It appears that, amongst the activities of all these bodies, there is no specific concentration on the improvement of the quality of our dairy produce; yet this is of paramount importance. The fixation of a high internal price, the narrowmargins between choicest and lower grades, and the equalization of returns, may result in a decline of quality unless: positive steps are taken to prevent it by effecting an improvement. This. Government has for some time believed, that the ability which is availablein the industry could be concentrated, on current problems in a more efficient and economical manner. The State Dairy Products Boards function under Statelegislation, whilst the Equalization Committee is a special body formed for a. specific purpose, which is not a direct concern of the Government. It was considered by the Government, however, that it might be possible to combine the otherorganizations into a national body, whose functions would relate to production and marketing. Such a body, it was thought, could act as the one authority to which, all matters affecting the industry could: be referred by the Government, and be in a position to keep under constantexamination the domestic marketing: system, as well as to determine contentious issues in relation to marketing; and distribution in the United KingdomWith these objects in view, a conference of representatives of various sections of the industry, including producers' organizations, was convened, and it was held, in Sydney on the 13th April last. That, conference recommended that the Control

Board should be reconstitutedby placing three producers' representatives on the board, and eliminating the representative of f.o.b. sellers. The board's recommendations were referred to the Australian Agricultural Council for consideration at its meeting held at the end of May. The Agricultural Council recommended that the Control Board should be re-constituted by a reduction of the number of factory representatives, the elimination of the representative of the f.o.b. sellers, and the addition of six producers' representatives. The Agricultural Council also expressed the view that, with the inclusion of producers' representatives on the Control Board, the need for the Australian Dairy Council no longer existed, and it recommended that that body should be disbanded, and that the export levies be consolidated into one. The Agricultural Council also recommended that, out of the funds derived by the export levies, an annual sum should be allocated for research and investigation into pastures, diseases of dairy cattle, and the quality of butter. The funds thus set aside would be expended in the directions recommended by the Council for Scientific and Industrial Research and the State departments of agriculture.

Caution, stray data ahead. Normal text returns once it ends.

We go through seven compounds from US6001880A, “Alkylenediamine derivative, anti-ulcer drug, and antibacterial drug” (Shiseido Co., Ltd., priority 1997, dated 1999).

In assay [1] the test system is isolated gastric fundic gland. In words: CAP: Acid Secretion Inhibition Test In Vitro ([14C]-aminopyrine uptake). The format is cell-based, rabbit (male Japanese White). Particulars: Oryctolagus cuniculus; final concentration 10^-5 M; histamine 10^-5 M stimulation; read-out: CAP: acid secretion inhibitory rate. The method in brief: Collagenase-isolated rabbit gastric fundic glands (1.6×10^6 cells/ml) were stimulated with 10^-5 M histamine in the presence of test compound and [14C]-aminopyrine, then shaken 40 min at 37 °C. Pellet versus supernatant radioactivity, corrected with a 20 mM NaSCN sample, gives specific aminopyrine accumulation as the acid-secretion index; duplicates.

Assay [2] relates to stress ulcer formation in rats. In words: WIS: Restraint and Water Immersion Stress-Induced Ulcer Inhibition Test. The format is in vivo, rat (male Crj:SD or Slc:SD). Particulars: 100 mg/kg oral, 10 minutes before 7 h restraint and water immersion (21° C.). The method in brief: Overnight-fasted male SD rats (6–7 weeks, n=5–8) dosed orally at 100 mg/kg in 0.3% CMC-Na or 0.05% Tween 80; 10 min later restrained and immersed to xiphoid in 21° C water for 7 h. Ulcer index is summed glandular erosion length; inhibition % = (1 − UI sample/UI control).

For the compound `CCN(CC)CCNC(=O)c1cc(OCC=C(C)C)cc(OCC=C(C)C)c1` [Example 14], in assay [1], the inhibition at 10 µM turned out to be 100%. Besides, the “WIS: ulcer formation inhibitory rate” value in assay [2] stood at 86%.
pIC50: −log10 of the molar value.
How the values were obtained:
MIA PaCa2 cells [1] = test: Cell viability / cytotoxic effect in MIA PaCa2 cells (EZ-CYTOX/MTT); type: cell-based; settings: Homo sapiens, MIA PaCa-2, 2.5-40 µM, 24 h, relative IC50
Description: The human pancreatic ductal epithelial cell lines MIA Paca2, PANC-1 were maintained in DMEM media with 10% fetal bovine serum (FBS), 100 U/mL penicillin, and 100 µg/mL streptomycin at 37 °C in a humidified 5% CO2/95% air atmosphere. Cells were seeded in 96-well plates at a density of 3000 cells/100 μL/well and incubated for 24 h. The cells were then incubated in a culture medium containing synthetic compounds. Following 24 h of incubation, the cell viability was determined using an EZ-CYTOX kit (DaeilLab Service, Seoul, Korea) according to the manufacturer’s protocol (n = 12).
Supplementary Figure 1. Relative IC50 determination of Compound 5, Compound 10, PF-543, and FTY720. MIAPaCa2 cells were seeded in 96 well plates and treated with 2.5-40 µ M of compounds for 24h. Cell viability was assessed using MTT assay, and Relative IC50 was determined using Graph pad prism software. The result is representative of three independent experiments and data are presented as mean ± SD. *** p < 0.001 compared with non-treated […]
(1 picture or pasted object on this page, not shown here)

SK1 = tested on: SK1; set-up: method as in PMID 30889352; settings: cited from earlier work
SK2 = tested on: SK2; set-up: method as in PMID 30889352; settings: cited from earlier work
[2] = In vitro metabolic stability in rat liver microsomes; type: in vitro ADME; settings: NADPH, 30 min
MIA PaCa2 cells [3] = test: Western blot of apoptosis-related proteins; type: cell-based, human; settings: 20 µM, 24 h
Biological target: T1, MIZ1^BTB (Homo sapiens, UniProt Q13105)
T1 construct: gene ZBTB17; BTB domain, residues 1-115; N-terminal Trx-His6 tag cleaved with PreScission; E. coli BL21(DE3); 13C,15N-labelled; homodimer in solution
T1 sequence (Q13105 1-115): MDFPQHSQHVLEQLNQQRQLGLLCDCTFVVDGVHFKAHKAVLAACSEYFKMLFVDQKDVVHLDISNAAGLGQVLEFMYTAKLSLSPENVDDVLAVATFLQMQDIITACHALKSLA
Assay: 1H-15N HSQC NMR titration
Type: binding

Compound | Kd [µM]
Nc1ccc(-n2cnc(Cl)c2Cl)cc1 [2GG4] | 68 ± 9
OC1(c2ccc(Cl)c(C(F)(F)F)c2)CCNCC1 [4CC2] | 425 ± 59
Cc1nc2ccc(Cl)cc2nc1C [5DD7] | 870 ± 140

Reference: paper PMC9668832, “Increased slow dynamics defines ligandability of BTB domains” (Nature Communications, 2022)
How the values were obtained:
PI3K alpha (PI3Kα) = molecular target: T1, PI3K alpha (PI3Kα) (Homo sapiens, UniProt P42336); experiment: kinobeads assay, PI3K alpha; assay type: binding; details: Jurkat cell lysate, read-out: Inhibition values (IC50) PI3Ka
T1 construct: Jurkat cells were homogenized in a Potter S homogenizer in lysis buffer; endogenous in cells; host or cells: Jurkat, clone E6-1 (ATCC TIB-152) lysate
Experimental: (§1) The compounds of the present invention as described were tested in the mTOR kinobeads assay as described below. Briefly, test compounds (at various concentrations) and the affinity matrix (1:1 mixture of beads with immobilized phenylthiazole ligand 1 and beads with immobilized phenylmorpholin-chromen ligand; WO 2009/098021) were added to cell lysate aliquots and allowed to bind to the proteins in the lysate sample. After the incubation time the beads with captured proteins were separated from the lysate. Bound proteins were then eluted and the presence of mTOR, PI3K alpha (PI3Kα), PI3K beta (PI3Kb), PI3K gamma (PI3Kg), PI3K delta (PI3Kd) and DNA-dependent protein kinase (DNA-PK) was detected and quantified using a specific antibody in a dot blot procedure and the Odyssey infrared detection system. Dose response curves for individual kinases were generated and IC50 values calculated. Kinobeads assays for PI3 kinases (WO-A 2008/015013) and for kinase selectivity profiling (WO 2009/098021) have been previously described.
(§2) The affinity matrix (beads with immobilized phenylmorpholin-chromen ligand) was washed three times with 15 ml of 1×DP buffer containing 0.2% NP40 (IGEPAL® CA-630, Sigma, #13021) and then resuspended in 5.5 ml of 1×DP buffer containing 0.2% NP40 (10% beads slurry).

The Control Board, as constituted by the original Dairy Produce Export Control Act, consisted of thirteen members, as follows: -

One representative of the Commonwealth Government appointed by the Governor-General.

One representative of f.o.b. sellers appointed by the GovernorGeneral.

Nine representatives elected by the boards of directors of cooperative butter and cheese factories, - two each for the States of New South Wales, Victoria and Queensland, and one each for the States of South Australia, Western Australia and Tasmania.

Two representatives elected by the boards of directors of proprietary butter and cheese factories throughout the Commonwealth.